Credit director Towne and his company for inventive staging despite limited production resources, particularly in props and costumes that are in keeping with Zappa's penchant for cheesy, low-budget aesthetics.
Except for hapless Joe (Jason Paige) and his devout Catholic-turned-groupie girlfriend (Becky Wahlstrom), there is not much in the way of character development -- most of the story is told either through Jennifer Lettelleir's uninhibited choreography or the one-note narration of an omniscient floating robotic head (voiced by Michael Dunn).
While the album's dense, multi-tracked score has been simplified in Ross Wright's arrangements, the live seven-piece band acquits itself capably. Ironically, one of the high points is the penultimate number, in which (per mandate by the Zappa estate) the theater is darkened for the original recording of one of those soul-searching guitar solos in which Zappa cast off his sarcastic armor in a communion with pure music -- the celebratory heart that beats beneath all this show's layers of cynicism.
"Joe's Garage," Open Fist Theatre, 6209 Santa Monica Blvd., Hollywood. 8 p.m. Fridays and Saturdays, 7 p.m. Sundays. Ends Nov. 22. $25. (323) 882-6912 Running time: 2 hours, 10 minutes.
Black ops leave you in the dark
In an era of fragmented reportage and increasingly soft news, conspiracy theories proliferate. As a rule, conspiracy theorists believe that whatever the cataclysm, it has resulted from some purposeful plot. The supposition that some person or entity, however nefarious, orchestrated the mayhem is apparently more reassuring than the notion that random fate may have played a role.
More terrifying, though, is the notion that rank human incompetence was the culprit. Playwright Adriano Shaplin delves into the heart of the paranoia in "Pugilist Specialist," now at the Elephant Performance Lab. But Shaplin's scattershot drama vacillates so wildly between the conspiratorial and the random that it defies exegesis.
The plot revolves around four Marines assigned to a "black ops" operation -- the assassination of a political leader in the Middle East. Lt. Emma Stein (Kimberly-Rose Wolter), an explosives expert and the sole female in the group, is a once-rising Marine star whose career is on the decline. Communications expert Lt. Studdard (Max Williams) is an emotionless drone who no longer questions the meaning of the mission. Lt. Travis Freud (Linc Hand) is a sexist firebrand who has little regard for life and limb. Calling the shots is Col. Johns (Donald Agnelli), whose political correctness covers a nasty agenda.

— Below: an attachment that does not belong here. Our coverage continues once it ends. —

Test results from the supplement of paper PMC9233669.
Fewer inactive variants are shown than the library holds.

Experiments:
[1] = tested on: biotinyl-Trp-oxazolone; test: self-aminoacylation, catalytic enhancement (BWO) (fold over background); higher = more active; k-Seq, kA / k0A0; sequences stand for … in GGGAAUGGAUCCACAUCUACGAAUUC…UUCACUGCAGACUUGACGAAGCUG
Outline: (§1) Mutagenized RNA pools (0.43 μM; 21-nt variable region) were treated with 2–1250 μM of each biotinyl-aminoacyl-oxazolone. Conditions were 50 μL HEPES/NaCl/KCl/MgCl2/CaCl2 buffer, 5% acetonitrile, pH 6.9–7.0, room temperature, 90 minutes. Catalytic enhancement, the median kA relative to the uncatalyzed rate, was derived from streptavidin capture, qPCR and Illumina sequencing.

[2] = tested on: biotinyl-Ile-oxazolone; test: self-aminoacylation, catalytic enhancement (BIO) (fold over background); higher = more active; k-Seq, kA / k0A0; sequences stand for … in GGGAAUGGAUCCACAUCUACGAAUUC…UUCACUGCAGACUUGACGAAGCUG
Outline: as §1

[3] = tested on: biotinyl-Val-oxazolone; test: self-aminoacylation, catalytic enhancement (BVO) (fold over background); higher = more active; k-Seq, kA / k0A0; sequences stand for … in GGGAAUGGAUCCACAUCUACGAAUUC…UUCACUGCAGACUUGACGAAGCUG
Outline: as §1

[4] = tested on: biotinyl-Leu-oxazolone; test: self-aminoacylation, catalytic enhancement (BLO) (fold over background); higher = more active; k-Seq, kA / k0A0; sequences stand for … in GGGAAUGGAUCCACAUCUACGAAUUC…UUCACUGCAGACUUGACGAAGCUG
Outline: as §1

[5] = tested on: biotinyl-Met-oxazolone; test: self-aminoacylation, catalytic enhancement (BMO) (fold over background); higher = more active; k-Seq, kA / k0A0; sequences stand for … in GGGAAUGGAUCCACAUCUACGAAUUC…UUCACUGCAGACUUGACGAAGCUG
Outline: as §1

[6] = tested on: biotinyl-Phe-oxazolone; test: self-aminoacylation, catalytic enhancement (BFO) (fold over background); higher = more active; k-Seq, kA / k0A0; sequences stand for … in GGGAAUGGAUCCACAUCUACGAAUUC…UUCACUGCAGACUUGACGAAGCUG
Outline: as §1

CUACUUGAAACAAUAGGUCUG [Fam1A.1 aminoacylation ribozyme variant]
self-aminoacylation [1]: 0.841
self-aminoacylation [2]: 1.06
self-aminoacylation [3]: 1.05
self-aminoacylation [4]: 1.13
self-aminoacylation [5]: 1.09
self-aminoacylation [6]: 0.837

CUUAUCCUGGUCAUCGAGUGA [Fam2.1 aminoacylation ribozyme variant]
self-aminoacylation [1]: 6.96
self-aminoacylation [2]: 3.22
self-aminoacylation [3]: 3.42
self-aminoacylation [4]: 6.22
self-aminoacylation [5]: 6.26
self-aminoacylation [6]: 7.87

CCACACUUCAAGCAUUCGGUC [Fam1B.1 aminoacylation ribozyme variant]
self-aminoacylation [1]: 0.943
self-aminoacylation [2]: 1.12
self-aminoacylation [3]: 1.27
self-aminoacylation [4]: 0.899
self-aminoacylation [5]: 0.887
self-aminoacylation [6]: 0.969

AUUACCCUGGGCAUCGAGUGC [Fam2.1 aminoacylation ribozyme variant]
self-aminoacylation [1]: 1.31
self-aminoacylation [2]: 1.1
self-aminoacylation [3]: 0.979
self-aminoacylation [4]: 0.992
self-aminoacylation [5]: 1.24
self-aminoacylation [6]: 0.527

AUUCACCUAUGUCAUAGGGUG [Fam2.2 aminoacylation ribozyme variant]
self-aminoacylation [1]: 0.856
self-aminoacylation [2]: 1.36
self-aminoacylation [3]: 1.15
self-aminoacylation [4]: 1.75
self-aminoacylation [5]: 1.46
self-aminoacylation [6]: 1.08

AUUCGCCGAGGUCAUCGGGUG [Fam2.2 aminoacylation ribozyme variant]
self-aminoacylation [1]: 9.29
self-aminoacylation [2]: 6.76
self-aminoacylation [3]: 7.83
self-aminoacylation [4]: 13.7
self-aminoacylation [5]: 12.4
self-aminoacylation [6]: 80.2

Just what that agenda is remains murky. Despite his talent for crisp dialogue and epigrammatic quips, Shaplin himself seems unclear on the mission. But Allison Sie's keenly paced staging and a crisply affectless cast focus the proceedings into something approaching lucidity. Ron Saito's video design helps set the stage for impending disaster, but Shaplin's attempted indictment of a corrupt military remains pathology without purpose, a conspiracy without a comprehensible theory behind it.
As gullible faith and hard-hearted defeatism collide in the face of a possible miracle, Canadian playwright Josh MacDonald's "Halo" finds its way to genuine moments of human reconciliation and acceptance, though the going is tougher than it need be in an uneven staging by Theatre 40.
In a yuletide premise ripped from EBay headlines, MacDonald's seriocomic drama revolves around the commotion in a sleepy Nova Scotia town thrown into upheaval by the apparition of the likeness of Jesus on the side of a coffee shop. Doughnuts and espresso become the new sacraments for the flocking pilgrims whose money skeptical cashier Casey Quinn (Frances Manzo) is happy to collect. A recent transplant from Halifax, Casey is frustrated by her narrow-minded neighbors, including the devoutly religious boy toy (Glen Brackenridge).
Meanwhile, in a hospital room across town, a life-and-death quandary unfolds as proud farmer Donald McMullen (David Hunt Stafford) resists pulling his comatose daughter off life support. The arrival of his other daughter (Emily Button), a failed copywriter, only causes him to dig in his heels.
Both Casey and Donald find themselves at dead ends in their lives, from which they try to extricate themselves by separate paths, which ultimately converge. MacDonald's warmhearted script lends itself to Bruce Gray's no-frills staging; more problematic is the awkward blocking and varied quality of supporting performances. Ultimately, the show hits its mark, as much by coasting on holiday sentiment as evoking authentic feeling.
"Halo," Reuben Cordova Theatre at Beverly Hills High School, 241 Moreno Drive, Beverly Hills. Ends Nov. 6, check theater for schedule. $20-22. (310) 364-0535. Running time: 2 hours, 10 minutes.
Arts and Culture Newsletter
A look at what's happening in the L.A. scene, plus openings, critics' picks and more.